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Novartis today (24 November 2009) officially inaugurated the US’s first-ever large-scale flu cell culture vaccine and adjuvant manufacturing facility.
The facility situated in Holly Springs, North Carolina is a result of a partnership between Novartis and the US Department of Health and Human Services (HHS). It is the first of its kind in the US and highlights an important milestone in efforts to improve influenza vaccine manufacturing technology in the US and enhance domestic pandemic preparedness.
“We are proud to be one of the first companies to bring influenza cell culture as well as adjuvant technology to the United States,” said Daniel Vasella, CEO and Chairman of Novartis.
“We have seen a great need to invest into new technologies for flu vaccines that will allow for quicker and more reliable production capacity. We are pleased to be working closely with the US government to build a world-class, state of the art manufacturing facility in the US that will change the way we manufacture influenza vaccines in the future.”
The total investment in the facility is nearly USD 1bn, through a partnership between Novartis and HHS to support the design, construction, validation and licensing of the manufacturing facility in Holly Springs.
The operations at this facility will use modern, cell culture-based manufacturing technology. Cell culture-based production operations are cleaner, can be scaled up more quickly to respond to a pandemic and do not rely on eggs for rapid response to a pandemic.
Cell culture technology for influenza vaccines is not yet approved in the US, however part of the HHS contract support for Holly Springs includes funding for the development of a flu cell culture vaccine. If licensed in an emergency, the facility will be ready to respond to a pandemic as early as 2011. The plant is planned to be running at full scale commercial production in 2013.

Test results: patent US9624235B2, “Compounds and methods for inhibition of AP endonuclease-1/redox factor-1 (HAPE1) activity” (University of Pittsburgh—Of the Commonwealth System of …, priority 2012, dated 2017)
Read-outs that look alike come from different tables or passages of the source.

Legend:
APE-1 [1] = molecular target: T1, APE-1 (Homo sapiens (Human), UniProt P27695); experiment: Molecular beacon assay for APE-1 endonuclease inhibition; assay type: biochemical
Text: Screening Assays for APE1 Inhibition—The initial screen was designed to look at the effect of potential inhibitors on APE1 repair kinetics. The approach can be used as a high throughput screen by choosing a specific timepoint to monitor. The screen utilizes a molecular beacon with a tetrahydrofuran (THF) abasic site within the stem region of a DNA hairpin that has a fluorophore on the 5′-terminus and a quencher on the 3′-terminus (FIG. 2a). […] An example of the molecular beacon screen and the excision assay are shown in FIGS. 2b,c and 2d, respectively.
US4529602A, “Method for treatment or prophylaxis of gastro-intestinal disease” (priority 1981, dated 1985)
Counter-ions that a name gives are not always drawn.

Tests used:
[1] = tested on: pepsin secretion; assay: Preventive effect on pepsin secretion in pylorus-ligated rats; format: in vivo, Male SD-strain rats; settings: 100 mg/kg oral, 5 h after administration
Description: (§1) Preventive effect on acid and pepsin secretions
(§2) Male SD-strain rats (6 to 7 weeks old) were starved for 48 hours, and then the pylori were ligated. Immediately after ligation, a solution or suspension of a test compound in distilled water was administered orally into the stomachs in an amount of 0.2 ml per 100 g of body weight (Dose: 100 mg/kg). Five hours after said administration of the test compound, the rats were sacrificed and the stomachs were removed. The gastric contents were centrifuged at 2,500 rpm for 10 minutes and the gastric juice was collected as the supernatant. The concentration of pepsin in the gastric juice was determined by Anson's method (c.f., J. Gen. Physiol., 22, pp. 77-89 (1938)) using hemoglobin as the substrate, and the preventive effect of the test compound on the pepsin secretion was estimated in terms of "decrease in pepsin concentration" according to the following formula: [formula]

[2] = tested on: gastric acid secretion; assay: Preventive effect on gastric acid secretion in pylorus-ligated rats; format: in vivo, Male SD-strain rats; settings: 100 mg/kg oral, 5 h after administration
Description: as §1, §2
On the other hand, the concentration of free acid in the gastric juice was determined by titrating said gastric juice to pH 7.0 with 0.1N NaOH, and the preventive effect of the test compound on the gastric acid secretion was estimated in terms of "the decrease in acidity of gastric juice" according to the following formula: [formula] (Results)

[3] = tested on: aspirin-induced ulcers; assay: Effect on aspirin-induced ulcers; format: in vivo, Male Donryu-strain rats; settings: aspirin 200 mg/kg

Novartis already operates a cell culture-based manufacturing plant in Marburg, Germany. It is licensed to produce a seasonal cell culture-based influenza vaccine, Optaflu®, which is approved in all 27 member states of the European Union as well as in Iceland and Norway. It currently produces Celtura, a H1N1 pandemic vaccine licensed in Germany and Switzerland.
The Novartis Holly Springs facility can also start producing MF59®, the Novartis proprietary adjuvant, as early as December 2009. Although not yet approved in the US, studies with adjuvants are currently underway in the US.
Results of the most recent clinical trials conducted with the Novartis MF59 adjuvanted cell culture-based vaccine have shown that it is possible to induce protective antibody levels against A(H1N1) infection within two weeks of administration of a single low-dose adjuvanted vaccine.
MF59 has also been shown to provide cross-protection across similar strains of a H5N1 virus, which is an additional important element for a pre-pandemic vaccine given that mutations are a common feature of emerging influenza strains.
As part of its partnership with HHS, Novartis is responsible for, among other things, pre-construction document development, land use and zoning, construction, commissioning, validation and licensing of the facilities with the goals of regulatory licensure, manufacture and release of seasonal and pre-pandemic vaccine, as well as provision for pandemic vaccine supply in the event of a pandemic or other vaccines or biologicals in the event of an emergency for an emerging infectious disease.
The partnership also requires Novartis to provide two commercial-scale annual lots of pre-pandemic vaccine for a minimum of three years. In addition, HHS has the right to exercise options to purchase additional influenza vaccine over 17 years.